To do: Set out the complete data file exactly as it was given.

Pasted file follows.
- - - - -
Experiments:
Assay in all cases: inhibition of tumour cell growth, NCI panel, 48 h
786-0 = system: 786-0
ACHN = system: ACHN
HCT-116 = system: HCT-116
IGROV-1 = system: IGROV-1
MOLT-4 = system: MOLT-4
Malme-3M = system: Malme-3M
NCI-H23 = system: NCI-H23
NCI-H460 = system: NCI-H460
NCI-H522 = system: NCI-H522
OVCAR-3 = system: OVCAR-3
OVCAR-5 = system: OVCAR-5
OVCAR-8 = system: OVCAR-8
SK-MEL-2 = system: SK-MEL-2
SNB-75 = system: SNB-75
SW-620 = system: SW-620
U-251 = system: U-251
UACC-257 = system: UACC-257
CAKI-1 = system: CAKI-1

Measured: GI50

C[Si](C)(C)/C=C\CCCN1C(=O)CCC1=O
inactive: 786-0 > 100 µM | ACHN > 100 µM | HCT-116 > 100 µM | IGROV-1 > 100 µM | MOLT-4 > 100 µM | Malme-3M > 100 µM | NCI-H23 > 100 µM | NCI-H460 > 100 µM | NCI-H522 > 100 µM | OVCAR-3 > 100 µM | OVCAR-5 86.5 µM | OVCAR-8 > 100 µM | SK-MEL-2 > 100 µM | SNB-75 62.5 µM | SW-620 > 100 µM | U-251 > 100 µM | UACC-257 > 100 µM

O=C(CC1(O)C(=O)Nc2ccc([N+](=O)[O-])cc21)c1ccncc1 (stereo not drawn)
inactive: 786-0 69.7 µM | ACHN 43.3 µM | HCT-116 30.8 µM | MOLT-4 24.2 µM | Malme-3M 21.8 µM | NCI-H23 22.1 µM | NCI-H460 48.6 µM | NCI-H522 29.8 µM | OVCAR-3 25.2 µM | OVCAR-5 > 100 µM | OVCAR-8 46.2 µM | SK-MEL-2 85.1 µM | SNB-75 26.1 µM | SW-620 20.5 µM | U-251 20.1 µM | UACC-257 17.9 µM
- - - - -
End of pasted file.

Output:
Experiments:
Assay in all cases: inhibition of tumour cell growth, NCI panel, 48 h
786-0 = system: 786-0
ACHN = system: ACHN
HCT-116 = system: HCT-116
IGROV-1 = system: IGROV-1
MOLT-4 = system: MOLT-4
Malme-3M = system: Malme-3M
NCI-H23 = system: NCI-H23
NCI-H460 = system: NCI-H460
NCI-H522 = system: NCI-H522
OVCAR-3 = system: OVCAR-3
OVCAR-5 = system: OVCAR-5
OVCAR-8 = system: OVCAR-8
SK-MEL-2 = system: SK-MEL-2
SNB-75 = system: SNB-75
SW-620 = system: SW-620
U-251 = system: U-251
UACC-257 = system: UACC-257
CAKI-1 = system: CAKI-1

Measured: GI50

C[Si](C)(C)/C=C\CCCN1C(=O)CCC1=O
inactive: 786-0 > 100 µM | ACHN > 100 µM | HCT-116 > 100 µM | IGROV-1 > 100 µM | MOLT-4 > 100 µM | Malme-3M > 100 µM | NCI-H23 > 100 µM | NCI-H460 > 100 µM | NCI-H522 > 100 µM | OVCAR-3 > 100 µM | OVCAR-5 86.5 µM | OVCAR-8 > 100 µM | SK-MEL-2 > 100 µM | SNB-75 62.5 µM | SW-620 > 100 µM | U-251 > 100 µM | UACC-257 > 100 µM

O=C(CC1(O)C(=O)Nc2ccc([N+](=O)[O-])cc21)c1ccncc1 (stereo not drawn)
inactive: 786-0 69.7 µM | ACHN 43.3 µM | HCT-116 30.8 µM | MOLT-4 24.2 µM | Malme-3M 21.8 µM | NCI-H23 22.1 µM | NCI-H460 48.6 µM | NCI-H522 29.8 µM | OVCAR-3 25.2 µM | OVCAR-5 > 100 µM | OVCAR-8 46.2 µM | SK-MEL-2 85.1 µM | SNB-75 26.1 µM | SW-620 20.5 µM | U-251 20.1 µM | UACC-257 17.9 µM